From G. K. Rose, The Story of the 2/4th Oxfordshire and Buckinghamshire Light Infantry.
“On the evening of November 25, 1916, Robinson of C Company and myself, taking Hunt and Timms (my runner) and one signaller, left for the front line.”
“One night about this time a party of us, including Hunt and
‘Doctor’ Rockall, the medical corporal, who had accompanied me round the front posts, lost its way hopelessly in the dark. Shapes looming up in the distance, I enquired of Hunt as to his readiness for hostile encounter, whereupon the reassuring answer was given that ‘his revolver was loaded, but not cocked.’
“Hunt, who at this time, being my only officer not partially sick, has called for somewhat repeated reference, usually devoted the hours after mid-night to taking a patrol to locate a track shown on the map and called Stump Road, his object being to meet another patrol from a neighbouring unit. Success did not crown the work. Stump Road remained undiscovered and passed into the apocrypha of trench warfare.”
28th February 1917
“That everyone inside was not killed instantly was due, no doubt, both to the sloping character of the stairs, which made some bombs explode before they reached the bottom, and to the small size of the bombs themselves. A gas bomb finished the German side of the argument. Hunt’s useful knowledge of German commenced the answer. We ‘surrendered.’ I went upstairs at once and saw three Germans almost at touching distance. In place of a docile prisoner they received four revolver shots, after which I left as soon as possible under a shower of bombs and liquid fire. Shortly afterwards, but too late to follow me, Hunt also came forth and round the enemv had vanished Afterwards the Sergeant Major and Uzzell, sanitary lance-corporal, who on this occasion showed the genius of a fieId marshal, emerged and prevented the return of our late visitors.”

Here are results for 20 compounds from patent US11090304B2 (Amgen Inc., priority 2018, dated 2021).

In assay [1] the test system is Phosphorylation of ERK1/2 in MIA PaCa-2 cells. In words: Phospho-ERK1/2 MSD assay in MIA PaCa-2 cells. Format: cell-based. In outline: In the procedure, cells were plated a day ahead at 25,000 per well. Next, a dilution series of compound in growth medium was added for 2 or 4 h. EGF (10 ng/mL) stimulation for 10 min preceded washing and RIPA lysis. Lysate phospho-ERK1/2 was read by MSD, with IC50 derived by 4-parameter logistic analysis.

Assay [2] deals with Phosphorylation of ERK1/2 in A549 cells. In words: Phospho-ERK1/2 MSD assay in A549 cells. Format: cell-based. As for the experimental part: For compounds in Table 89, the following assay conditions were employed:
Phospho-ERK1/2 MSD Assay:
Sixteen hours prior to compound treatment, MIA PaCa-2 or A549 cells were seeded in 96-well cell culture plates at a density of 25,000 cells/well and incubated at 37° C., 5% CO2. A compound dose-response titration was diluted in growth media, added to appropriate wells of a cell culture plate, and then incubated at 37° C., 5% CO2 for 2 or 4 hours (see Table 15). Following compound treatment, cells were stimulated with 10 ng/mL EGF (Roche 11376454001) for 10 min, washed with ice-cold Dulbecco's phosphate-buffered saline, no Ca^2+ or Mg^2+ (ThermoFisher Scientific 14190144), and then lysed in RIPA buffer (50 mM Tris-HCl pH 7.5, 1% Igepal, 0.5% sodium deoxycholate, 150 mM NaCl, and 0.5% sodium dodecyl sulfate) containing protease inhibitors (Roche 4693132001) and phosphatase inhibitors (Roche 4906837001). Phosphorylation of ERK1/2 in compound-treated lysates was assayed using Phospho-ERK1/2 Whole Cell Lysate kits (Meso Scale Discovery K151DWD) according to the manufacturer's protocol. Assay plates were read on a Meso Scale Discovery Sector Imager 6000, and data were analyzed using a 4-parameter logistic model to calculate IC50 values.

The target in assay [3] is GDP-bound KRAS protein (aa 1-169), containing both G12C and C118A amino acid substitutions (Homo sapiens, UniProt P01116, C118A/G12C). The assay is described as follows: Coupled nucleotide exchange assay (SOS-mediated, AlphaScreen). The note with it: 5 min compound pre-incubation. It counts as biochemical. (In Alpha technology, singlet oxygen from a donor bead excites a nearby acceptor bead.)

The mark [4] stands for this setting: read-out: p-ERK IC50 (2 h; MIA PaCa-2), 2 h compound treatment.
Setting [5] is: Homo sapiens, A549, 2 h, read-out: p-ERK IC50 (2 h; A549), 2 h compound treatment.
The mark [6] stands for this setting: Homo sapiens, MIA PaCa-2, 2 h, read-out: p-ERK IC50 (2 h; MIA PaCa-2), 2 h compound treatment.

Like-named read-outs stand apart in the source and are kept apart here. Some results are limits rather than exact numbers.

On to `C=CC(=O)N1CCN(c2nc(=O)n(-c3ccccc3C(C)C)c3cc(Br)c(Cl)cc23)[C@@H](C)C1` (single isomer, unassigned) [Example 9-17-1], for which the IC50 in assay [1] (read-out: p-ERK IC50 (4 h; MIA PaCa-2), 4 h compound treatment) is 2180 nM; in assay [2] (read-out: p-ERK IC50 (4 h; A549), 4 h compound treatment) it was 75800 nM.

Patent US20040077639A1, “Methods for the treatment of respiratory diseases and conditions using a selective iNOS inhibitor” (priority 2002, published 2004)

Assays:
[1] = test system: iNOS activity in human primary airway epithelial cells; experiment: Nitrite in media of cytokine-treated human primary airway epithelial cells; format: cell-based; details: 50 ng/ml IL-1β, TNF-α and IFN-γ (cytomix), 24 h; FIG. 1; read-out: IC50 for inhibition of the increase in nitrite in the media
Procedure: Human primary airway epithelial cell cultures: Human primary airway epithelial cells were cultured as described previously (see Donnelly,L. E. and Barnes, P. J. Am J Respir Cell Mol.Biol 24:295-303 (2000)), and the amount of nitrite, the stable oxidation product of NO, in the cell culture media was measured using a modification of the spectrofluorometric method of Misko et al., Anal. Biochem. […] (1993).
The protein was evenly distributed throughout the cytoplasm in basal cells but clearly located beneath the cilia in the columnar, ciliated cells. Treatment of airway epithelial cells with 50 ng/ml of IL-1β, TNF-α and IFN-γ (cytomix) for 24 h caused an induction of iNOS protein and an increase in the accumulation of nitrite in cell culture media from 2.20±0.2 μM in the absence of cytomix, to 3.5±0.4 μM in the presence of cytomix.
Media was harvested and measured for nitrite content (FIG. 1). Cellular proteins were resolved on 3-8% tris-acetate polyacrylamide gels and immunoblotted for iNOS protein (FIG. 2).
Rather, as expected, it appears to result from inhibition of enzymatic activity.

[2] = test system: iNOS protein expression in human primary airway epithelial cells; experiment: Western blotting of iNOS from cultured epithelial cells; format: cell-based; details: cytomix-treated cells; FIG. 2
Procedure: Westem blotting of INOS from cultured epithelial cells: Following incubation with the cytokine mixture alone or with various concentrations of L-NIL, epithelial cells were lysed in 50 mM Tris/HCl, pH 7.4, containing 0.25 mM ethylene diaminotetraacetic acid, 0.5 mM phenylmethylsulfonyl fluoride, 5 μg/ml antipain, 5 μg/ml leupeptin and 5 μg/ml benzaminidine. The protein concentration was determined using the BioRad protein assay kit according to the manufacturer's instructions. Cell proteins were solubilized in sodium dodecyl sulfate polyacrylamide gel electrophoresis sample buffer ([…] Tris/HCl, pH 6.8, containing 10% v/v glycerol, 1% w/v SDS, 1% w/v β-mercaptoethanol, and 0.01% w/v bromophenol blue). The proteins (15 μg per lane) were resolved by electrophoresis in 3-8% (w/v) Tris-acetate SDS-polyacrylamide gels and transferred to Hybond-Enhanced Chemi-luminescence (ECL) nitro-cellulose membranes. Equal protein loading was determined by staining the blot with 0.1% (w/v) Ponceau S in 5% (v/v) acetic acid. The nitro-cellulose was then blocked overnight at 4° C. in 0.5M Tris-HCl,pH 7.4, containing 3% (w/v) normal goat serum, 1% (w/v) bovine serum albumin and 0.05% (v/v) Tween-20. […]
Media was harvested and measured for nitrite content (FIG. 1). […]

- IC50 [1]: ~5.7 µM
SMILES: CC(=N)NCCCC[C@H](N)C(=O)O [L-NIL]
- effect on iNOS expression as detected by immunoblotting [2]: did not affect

The story of this raid I should not have allowed to reach this length but for the fact that the affair created some stir at the time, and correspondence raged on the subject till long afterwards Hunt, who was with me during the bombardment and the
bombing of my H.Q., was not captured on emerging from the dug-out, but himself, some hour or more afterwards, while wandering among the blown-in trenches in an effort to follow me, entered a German listening post and became a prisoner. As a prisoner he was present at a German H.Q. when the details of an exactly similar raid upon a neighbouring division were being arranged ; which raid proved for the enemy an equal success.
The aftermath of this fighting proved a trying experience. The dug-out to which I returned to spend the remainder of the tour was a shambles. The stairs were drenched with blood. Of my
companions, Thompson, a signaller, Timms, Smith (Hunt’s servant, a fine lad) and Corporal Coles, one of the br.avest and most devoted N.CO.’s the Battalion ever had, were dead or died soon afterwards.”
UK, British Officer Prisoners of War, 1914-1918
Name: C B Hunt
Regiment: 4th Battalion. Oxfordshire and Buckinghamshire Lig
Date Missing: 28 Feb 1917
Repatriation Date: 18 Dec 1918
Record Number: 2903
Section: Western Theatre of Operations.